Stamford’s Texas Cowboy Reunion art show aims to keep West Texas legacy alive


STAMFORD, Texas (KTAB/KRBC) — An artist at the Texas Cowboy Reunion in Stamford says the art show helps maintain cowboy history.

The Texas Cowboy Reunion has nearly 20,000 attendees every year, a number that was unimaginable when it was founded in 1930.

But when the rodeo arena is empty, a glimpse of old West Texas can still be seen within the brush strokes of local and statewide artists.

For the artists showcasing their paintings and sculptures, this is their connection to the wild, wild west.

Bill Barrick has been painting since he was a small child, and has now attended art shows in Stamford for nearly 40 years.

Barrick says his paintings represent not only his fondest memories, but are also symbols of what he believes makes America great.

“I do a lot of paintings of old houses and old buildings,” Barrick said. “Rural Americana. These are the things I think make America strong.”

Barrick says he believes the art show is a staple of the Texas Cowboy Reunion, and that building and keeping legacies, whether that’s his own personal legacy or the legacy of the old West Texas cowboy, maintains history.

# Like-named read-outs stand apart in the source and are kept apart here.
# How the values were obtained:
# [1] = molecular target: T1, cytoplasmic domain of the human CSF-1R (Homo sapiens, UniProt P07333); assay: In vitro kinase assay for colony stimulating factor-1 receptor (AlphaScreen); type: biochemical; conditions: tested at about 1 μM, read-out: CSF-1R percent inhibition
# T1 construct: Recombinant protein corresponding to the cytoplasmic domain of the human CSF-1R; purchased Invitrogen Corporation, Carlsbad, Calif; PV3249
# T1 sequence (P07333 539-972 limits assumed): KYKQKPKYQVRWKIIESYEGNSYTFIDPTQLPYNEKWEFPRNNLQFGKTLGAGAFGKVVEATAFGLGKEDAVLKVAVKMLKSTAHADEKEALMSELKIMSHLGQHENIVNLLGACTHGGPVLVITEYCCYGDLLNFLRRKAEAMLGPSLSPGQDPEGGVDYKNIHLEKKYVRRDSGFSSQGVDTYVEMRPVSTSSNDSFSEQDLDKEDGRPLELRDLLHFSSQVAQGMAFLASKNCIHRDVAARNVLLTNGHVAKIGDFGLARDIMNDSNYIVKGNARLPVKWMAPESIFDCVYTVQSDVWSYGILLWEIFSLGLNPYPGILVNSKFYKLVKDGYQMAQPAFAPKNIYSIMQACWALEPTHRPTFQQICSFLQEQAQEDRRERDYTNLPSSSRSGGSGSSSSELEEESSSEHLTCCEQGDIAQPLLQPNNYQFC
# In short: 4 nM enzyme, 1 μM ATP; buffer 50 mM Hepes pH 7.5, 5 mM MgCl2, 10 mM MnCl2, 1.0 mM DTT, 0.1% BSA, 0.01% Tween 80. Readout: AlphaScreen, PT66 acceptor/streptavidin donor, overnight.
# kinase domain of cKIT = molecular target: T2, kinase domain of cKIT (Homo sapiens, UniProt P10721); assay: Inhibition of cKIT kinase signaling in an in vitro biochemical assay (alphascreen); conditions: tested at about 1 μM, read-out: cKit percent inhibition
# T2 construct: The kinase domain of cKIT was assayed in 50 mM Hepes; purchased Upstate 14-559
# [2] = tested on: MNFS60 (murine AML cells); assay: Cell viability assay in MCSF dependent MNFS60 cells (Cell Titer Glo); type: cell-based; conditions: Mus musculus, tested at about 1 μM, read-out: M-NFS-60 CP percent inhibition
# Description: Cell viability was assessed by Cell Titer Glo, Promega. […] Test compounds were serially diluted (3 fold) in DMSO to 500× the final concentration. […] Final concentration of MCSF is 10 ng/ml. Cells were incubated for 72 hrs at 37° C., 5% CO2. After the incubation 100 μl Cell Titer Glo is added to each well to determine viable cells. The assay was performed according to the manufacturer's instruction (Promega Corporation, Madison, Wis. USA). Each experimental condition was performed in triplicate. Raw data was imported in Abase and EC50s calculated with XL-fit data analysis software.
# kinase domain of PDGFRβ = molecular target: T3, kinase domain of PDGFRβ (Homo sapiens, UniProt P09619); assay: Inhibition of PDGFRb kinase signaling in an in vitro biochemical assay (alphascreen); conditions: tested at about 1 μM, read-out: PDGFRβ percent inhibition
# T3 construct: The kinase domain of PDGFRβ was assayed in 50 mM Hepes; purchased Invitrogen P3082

While Barrick is portraying Texas and a cowboy’s life through his eyes, he is also furthering the cause of the Texas Cowboy Reunion and Mayor of Stamford, James Decker’s, that was established in 1930.

“The event [art show] was established in the early 1970s to bring fine art to the Cowboy Reunion,” Decker said. “It was associated with the West Texas Rehab Center shortly thereafter.”

The Texas Cowboy Reunion’s art show gives part of their proceeds to the West Texas Rehabilitation Center.

In the art gallery, the artist receives 70% of the profits made off of their paintings, while the other 30% is donated to the rehab center.

But, that’s not the only donation given.

Barrick said the artists participate in a “quick draw” competition, where they are to paint and frame a painting within an hour. After the hour is up, their paintings are auctioned off and the money would be split evenly between the artist and the West Texas Rehab Center.

Decker said that the first few nights have been very successful, even calling it a “banner year” for the art show.

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